Cruel Practices


While some lucky animal companions are treated as members of the family (as they should be!), many others experience nothing but suffering, abuse, and sadness. Some forms of abuse and neglect of animals are illegal, but in many states, animals have no legal protection from "standard" practices such as being chained to a post all day and night; having their toes, ears, or tails cut off for human convenience or preference; or being forced to wear collars that deliver painful shocks in response to perfectly normal behavior such as barking.

Chaining dogs, while unfortunately legal in most areas, is one of the cruelest punishments imaginable for social animals who need and deserve companionship, exercise, and mental stimulation. It can also turn dogs into ticking time bombs. Many people, especially children, have been bitten, mauled, or killed by chained dogs. Similarly, keeping dogs in crates or cages prevents them from satisfying all their needs and is just a way for guardians to ignore and warehouse their dogs until they get around to taking care of them properly.

Birds don't belong to cages, either. Bored, lonely, denied the opportunity to fly or stretch their wings, and deprived of companionship, many birds become neurotic—pulling out their own feathers, bobbing their heads incessantly, and repeatedly pecking at the bars of their cages.

Declawing, another cruel practice performed only for the convenience of the cat’s owner, is a painful mutilation that involves 10 individual amputations—not of the nails but of the ends of the toes themselves (bone and all). The long-term effects of declawing include skin and bladder problems and the gradual weakening of cats' legs, shoulders, and back muscles. Declawing is both painful and traumatic, and it has been outlawed in Germany and other parts of Europe as a form of cruelty.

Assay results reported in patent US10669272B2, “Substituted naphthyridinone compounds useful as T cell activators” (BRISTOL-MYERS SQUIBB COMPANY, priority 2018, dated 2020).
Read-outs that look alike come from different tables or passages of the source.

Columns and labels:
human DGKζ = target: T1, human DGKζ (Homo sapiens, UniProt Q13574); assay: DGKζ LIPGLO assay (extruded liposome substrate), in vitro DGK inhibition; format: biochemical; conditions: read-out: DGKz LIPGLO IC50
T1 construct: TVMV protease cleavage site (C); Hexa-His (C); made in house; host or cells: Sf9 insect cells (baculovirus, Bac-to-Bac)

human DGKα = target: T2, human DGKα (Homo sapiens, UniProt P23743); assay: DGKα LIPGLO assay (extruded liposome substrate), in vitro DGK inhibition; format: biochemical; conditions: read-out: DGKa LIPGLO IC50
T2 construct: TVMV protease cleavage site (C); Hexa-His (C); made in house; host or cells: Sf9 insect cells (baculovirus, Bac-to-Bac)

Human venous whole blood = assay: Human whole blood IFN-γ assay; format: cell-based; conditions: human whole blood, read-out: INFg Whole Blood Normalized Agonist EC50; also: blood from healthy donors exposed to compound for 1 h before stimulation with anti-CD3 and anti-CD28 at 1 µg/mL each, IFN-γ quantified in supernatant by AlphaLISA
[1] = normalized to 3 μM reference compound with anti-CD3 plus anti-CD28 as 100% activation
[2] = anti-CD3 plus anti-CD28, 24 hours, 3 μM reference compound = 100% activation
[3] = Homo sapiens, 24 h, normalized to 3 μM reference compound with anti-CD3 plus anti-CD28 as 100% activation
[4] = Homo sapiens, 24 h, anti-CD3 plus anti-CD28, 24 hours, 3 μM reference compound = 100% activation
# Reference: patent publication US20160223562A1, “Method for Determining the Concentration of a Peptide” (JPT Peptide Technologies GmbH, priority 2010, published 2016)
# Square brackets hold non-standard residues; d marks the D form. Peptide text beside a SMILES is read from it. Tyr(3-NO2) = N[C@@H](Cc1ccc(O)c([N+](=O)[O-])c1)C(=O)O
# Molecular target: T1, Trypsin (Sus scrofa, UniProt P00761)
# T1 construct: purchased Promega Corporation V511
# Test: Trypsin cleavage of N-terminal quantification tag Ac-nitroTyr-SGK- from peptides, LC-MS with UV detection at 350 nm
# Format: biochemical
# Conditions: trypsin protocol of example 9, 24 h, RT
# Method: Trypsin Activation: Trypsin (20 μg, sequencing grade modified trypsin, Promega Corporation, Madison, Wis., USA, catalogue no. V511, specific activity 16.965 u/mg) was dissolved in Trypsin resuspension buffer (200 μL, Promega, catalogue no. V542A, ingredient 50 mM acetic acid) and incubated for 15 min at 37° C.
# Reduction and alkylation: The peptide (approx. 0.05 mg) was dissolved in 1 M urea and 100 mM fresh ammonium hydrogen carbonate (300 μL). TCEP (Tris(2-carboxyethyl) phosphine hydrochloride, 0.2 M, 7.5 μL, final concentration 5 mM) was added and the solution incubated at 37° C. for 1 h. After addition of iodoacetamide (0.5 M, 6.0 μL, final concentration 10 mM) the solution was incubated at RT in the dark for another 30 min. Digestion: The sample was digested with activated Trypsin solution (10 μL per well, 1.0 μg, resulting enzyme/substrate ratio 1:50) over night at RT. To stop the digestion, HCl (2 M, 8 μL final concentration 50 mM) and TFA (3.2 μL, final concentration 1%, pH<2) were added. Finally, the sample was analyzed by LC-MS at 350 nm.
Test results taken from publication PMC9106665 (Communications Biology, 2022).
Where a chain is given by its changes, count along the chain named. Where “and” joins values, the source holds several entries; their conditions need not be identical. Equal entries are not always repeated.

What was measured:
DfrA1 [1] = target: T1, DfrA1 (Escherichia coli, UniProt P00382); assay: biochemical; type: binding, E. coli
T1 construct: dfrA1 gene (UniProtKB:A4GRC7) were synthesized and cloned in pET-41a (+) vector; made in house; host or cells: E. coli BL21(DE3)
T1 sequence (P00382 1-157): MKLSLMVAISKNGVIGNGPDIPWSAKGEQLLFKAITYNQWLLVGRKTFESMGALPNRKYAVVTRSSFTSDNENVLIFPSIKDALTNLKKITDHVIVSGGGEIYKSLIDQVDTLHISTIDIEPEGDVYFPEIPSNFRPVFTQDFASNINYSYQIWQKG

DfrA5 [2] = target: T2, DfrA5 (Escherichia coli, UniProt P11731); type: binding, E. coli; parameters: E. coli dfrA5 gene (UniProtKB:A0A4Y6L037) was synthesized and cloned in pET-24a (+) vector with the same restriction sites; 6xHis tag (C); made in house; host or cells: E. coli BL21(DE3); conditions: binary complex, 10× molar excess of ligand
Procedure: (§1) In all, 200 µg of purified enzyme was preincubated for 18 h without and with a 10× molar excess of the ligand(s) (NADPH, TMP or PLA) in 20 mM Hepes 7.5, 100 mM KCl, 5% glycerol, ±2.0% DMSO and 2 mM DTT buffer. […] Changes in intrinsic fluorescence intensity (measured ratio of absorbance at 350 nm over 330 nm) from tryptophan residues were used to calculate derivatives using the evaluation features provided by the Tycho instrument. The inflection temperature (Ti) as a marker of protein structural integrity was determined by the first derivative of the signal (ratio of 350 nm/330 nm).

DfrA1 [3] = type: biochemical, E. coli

Cruel, unnecessary surgeries that are performed on dogs, including ear-cropping, tail-docking, and debarking, are so painful and traumatic to dogs that they are banned in many countries, but they remain legal in the U.S.

"Training" devices such as shock collars, electric fences, and prong collars rely on painful punishment and negative reinforcement, causing dogs to live in fear of being electrocuted or choked for normal behavior such as crossing invisible lines, barking, jumping onto surfaces within their own homes, and pulling on the leash during walks.

Hoarding of animals exists in virtually every community. Formerly referred to as "collectors" and regarded as well-intentioned people who were overwhelmed by the animal overpopulation crisis, hoarders are now seen in a very different light. New information has shown that the problem is far more serious than having too big a heart. The consequences for hoarders, their human dependents, animals, and the community are extremely serious—and often fatal for animals.

Last modified: Tuesday, 5 June 2012, 7:05 AM